Trainer Todd Pletcher says the 3-year-old colt will be pointed toward either the $600,000 Jim Dandy at Saratoga on July 29 or the $1 million Haskell Invitational at Monmouth on July 30, according to the Daily Racing Form.

Trainer Chad Brown says he will wait until after the Memorial Day weekend to announce where Preakness winner Cloud Computing will run next. However, it appears unlikely he will run in the Belmont.

The Belmont field is limited to 16 starters. Besides Classic Empire, who came in second at the Preakness Stakes, other horses expected to run are Conquest Mo Money, Japan-based Epicharis, Gormley, Irap, J Boys Echo, Lookin At Lee, Meantime, Multiple, Patch, Senior Investment, Tapwrit, True Timber and Twisted Tom. Other possibilities are Irish War Cry and Hollywood Handsome.

With no Triple Crown in play, Belmont lacks a singular buzz

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BALTIMORE — Cloud Computing stole the Preakness, and any hope of a Triple Crown in the Belmont Stakes.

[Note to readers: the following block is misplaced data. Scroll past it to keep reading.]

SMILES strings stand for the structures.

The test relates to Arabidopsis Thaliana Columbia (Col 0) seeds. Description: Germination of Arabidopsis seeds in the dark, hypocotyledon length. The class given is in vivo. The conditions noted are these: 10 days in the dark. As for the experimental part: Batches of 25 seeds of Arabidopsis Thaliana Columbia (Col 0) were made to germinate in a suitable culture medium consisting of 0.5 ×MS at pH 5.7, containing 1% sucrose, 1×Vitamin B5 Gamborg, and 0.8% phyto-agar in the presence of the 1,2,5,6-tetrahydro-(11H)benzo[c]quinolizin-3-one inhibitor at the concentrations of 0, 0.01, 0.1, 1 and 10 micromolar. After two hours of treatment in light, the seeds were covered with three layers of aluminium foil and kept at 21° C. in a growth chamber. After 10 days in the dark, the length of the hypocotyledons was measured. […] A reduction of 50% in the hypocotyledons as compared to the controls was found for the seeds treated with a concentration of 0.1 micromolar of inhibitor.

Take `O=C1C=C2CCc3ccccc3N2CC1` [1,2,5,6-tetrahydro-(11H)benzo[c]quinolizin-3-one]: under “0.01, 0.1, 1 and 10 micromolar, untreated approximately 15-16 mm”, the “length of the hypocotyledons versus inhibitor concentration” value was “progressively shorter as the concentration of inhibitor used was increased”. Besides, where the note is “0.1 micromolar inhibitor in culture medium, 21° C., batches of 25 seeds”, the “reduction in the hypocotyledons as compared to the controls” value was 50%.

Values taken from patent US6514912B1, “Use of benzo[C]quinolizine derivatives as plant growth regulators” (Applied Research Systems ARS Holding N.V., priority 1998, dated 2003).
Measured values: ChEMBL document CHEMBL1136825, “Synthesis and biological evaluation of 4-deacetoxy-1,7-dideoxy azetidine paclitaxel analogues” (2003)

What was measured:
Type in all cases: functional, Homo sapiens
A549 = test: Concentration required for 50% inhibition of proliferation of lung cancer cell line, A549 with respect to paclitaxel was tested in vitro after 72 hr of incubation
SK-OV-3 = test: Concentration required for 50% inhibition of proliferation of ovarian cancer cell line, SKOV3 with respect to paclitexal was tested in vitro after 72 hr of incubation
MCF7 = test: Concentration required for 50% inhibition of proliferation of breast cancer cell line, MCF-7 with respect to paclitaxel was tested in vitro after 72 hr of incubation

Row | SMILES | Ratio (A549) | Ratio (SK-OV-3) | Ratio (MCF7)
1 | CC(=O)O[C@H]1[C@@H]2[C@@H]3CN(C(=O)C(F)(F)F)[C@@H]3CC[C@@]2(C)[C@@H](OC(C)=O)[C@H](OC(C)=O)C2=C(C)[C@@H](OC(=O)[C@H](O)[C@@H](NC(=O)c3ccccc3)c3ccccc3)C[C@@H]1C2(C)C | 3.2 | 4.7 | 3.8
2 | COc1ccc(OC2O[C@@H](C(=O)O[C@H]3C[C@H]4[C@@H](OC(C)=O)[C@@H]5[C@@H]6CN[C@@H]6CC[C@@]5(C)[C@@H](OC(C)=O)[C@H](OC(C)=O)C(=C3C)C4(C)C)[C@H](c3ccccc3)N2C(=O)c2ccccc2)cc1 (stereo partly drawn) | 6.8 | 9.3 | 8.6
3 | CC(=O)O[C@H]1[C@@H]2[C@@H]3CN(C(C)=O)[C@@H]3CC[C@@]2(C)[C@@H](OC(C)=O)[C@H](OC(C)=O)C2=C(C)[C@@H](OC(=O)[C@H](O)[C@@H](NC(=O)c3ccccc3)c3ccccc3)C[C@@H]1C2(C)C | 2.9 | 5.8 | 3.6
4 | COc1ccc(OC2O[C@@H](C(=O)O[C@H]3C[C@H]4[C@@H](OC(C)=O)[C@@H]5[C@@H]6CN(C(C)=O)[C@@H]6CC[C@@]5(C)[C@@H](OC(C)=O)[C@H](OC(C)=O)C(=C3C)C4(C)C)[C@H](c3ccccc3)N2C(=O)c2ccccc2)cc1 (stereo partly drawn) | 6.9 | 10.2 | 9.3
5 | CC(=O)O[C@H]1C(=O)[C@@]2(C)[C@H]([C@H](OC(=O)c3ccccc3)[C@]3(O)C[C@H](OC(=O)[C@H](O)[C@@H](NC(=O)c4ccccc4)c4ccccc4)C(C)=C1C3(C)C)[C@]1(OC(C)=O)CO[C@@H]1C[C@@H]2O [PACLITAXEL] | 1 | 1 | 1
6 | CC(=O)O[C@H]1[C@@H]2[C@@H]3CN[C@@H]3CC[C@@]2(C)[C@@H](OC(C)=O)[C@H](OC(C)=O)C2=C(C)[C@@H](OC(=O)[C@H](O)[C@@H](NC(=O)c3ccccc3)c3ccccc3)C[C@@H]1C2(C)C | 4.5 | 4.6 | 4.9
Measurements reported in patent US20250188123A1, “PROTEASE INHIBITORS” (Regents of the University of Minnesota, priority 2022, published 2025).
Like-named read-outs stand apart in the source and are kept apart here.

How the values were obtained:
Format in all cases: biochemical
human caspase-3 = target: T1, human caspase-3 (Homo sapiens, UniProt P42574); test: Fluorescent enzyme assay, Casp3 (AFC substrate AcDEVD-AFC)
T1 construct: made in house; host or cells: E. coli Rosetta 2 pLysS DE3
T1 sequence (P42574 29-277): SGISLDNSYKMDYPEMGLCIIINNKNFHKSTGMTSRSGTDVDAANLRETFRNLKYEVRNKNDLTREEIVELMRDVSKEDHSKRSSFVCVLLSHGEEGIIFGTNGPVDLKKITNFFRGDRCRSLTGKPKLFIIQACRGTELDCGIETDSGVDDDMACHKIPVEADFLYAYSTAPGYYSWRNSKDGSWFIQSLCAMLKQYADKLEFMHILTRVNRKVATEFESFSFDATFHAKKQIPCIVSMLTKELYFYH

The 13-1 shot did it on six weeks’ rest, having skipped the 20-horse roughhouse that is the Kentucky Derby even though he had enough points to get in that race. With another three weeks until the Belmont in New York, Cloud Computing could return to run on his home track.

“We haven’t ruled it out,” trainer Chad Brown said Sunday. “We’re just going to evaluate the horse this week and probably by next weekend we may have a decision.”

Cloud Computing didn’t race as a 2-year-old because of injury, so he is among the freshest horses out there.

Brown prefers to give his horses a month or more between starts. Trainer Todd Pletcher also favors long layoffs, although he made an exception to run Kentucky Derby winner Always Dreaming back in two weeks. The colt responded with an eighth-place finish – the worst of his career – on Saturday.

“He looks good, bright, alert, sound, healthy, happy,” Pletcher said. “We’ll head to Belmont and regroup.”